Women, Suls notes, are more likely to assume social or emotional family responsibilities as well as tangible ones, such as household chores. While many cardiac patients exercise in a graded fashion as part of their rehabilitation-usually under professional supervision-many women return to high exertion household tasks before they should, Suls finds. Suls's research also suggests that women don't listen to their bodies even after a heart attack. "Men tend to moderate their activity when they experience symptoms," Suls says, "but the women seemed to ignore their symptoms." Sticking to their traditional gender role, and continuing high-activity tasks like household chores have serious health consequences for female heart attack patients, he notes.
Encouraging behavior change
Another Div. 8 member, Alex Rothman, PhD, an associate psychology professor at the University of Minnesota, is using his social and personality background to focus on another women's health issue: the prevention of breast cancer.
In particular, he studies how the phrasing of health messages influences women's decisions to get a mammogram. Even though screenings offer the benefit of early detection, he notes, women often focus on the risk of finding something unwanted.
Rothman's work compares the effectiveness of a gain-framed screening-behavior message, such as "If you get a mammogram, you'll have the chance to find breast cancer early," with a loss-framed message, such as "If you don't get a mammogram, you'll miss the chance of being able to find breast cancer early when it's treatable." He's found that gain-framed messages are more effective when trying to promote prevention behaviors, such as using sunscreen or condoms, while loss-framed messages are better for promoting screening behaviors like getting tested for HIV or undergoing a colonoscopy to check for colon cancer.
"I'm interested in understanding the basic decision processes that people use and rely on as they engage in actions that affect their health," he says. "What we're pursuing is a thoughtful understanding of those processes that can then inform the design of interventions to promote healthy behavioral practices."
Though social psychology theorists have often focused on how to get a person to start a behavior-such as showing up for a first mammogram or following physician's orders to quit smoking or lose weight-Rothman and others are also now studying how to get them to continue their new behavior.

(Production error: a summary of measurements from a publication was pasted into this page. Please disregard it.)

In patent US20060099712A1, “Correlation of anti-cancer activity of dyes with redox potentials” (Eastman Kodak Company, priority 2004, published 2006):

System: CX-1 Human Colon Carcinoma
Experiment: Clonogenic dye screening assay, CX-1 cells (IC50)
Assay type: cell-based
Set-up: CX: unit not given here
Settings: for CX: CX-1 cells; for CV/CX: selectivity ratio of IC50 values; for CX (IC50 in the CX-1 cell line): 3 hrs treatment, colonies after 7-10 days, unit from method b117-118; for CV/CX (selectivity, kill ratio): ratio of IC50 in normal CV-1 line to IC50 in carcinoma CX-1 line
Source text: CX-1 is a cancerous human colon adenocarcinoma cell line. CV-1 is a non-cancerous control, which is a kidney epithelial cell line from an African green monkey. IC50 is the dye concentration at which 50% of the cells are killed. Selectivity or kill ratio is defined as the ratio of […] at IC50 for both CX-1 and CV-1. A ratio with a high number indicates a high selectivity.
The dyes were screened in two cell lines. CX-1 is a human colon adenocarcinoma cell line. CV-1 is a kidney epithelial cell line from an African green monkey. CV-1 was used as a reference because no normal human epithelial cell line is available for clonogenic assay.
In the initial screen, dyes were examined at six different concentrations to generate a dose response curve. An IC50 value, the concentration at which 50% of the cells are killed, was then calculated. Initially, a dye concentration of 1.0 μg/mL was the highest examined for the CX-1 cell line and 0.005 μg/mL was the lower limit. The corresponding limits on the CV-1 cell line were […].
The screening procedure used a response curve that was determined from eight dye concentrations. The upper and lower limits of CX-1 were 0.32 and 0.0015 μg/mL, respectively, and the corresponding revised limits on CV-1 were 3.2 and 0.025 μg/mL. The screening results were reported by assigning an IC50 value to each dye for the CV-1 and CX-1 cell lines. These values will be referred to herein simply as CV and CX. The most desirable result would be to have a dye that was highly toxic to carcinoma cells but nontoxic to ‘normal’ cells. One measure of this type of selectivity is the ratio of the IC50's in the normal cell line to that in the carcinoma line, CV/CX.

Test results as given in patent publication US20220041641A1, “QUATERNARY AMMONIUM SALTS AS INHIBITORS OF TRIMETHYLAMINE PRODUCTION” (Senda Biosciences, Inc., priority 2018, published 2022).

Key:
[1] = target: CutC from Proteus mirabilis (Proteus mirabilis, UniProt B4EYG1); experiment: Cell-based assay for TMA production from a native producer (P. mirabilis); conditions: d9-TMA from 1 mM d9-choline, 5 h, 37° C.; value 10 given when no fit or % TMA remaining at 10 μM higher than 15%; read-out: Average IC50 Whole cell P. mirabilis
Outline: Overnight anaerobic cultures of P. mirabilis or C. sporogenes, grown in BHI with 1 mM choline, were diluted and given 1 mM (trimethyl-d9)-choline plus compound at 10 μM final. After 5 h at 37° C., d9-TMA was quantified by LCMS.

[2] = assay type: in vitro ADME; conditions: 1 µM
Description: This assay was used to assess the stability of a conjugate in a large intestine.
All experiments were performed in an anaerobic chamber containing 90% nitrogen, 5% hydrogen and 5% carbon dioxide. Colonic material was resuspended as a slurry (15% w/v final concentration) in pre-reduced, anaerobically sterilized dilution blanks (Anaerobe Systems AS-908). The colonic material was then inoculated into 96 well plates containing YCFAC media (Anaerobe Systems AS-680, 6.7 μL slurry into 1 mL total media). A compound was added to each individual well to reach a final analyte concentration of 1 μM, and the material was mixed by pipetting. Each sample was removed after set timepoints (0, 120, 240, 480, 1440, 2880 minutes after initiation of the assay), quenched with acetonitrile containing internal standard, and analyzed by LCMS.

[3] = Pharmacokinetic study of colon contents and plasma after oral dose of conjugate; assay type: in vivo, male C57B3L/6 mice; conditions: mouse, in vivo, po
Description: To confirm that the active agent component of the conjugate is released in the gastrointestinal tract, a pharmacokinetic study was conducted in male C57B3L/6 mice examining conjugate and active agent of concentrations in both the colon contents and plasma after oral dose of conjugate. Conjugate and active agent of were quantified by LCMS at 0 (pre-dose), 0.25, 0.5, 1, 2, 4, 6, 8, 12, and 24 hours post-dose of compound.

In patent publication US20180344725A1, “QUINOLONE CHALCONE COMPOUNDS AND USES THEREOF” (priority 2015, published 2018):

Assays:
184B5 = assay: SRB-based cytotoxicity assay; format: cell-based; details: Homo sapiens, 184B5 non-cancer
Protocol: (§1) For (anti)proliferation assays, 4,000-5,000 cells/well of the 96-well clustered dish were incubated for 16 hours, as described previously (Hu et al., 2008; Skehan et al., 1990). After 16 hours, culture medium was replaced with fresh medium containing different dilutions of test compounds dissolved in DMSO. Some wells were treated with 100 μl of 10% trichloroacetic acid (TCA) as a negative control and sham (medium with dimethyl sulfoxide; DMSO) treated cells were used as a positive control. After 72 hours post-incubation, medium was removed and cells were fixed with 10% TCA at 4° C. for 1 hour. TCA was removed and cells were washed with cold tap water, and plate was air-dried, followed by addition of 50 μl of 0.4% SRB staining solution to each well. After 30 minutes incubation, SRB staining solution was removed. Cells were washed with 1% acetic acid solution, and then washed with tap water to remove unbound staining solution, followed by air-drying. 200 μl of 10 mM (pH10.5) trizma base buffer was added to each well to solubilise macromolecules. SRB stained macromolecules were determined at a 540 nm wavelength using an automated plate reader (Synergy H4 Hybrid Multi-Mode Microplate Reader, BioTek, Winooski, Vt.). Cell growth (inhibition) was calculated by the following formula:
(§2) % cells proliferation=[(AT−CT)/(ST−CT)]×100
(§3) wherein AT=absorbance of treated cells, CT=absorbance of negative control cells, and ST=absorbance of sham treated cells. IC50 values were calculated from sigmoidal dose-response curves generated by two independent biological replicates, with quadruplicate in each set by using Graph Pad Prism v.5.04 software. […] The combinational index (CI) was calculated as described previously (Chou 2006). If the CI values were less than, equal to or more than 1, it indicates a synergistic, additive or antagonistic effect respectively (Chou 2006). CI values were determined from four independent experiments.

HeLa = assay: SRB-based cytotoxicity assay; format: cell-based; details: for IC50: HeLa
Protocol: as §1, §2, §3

"Behavior change is a critical public health issue-we need to get people to exercise more, modify their diets, and the health benefits that will come from those changes are really quite dramatic," says Rothman. "However, it's not enough to just lose weight or start exercising, you have to keep the weight off and continue exercising."
According to Rothman, social psychology theories have focused on how and why people start a behavior. Building on this work, Rothman and his colleagues have developed a model that addresses the processes that guide both the initiation and maintenance of behavior.
"We've designed smoking-cessation and weight-loss interventions to test our model of initiation and maintenance," says Rothman.
Div. 8 at a glance
ith more than 4,000 members, Div. 8 (Society for Personality and Social Psychology) is the largest organization of social and personality psychologists in the world. Membership in the division earns subscriptions to two journals–Personality and Social Psychology Bulletin and Personality and Social Psychology Review–as well as the semiannual newsletter Dialogue. The division hosts an annual conference; the 2006 meeting will be held Jan. 26–28 in Palm Springs, Calif. Div. 8 also sponsors several diversity initiatives, such as the SPSP Diversity Fund, a program in which qualified graduate students from underrepresented groups can apply for travel awards of up to $800 to attend the annual SPSP conference, and qualified undergraduates can apply for registration awards that cover the cost of SPSP conference registration. Div. 8 also supports the Social Psychology Network Mentorship Program. In this program, students from underrepresented groups can e-mail a faculty mentor of their choice with career-related questions or requests for assistance. Div. 8 sponsors several educational programs such as summer institutes. For more information on the division and its programs, visit its Web site at www.spsp.org/index.html. To join, download a membership application from www.spsp.org/pdf/membapp.pdf and mail it to Society for Personality and Social Psychology, c/o Kristin Tolchin, Department of Psychology, 252 Uris Hall, Cornell University, Ithaca, NY 14853.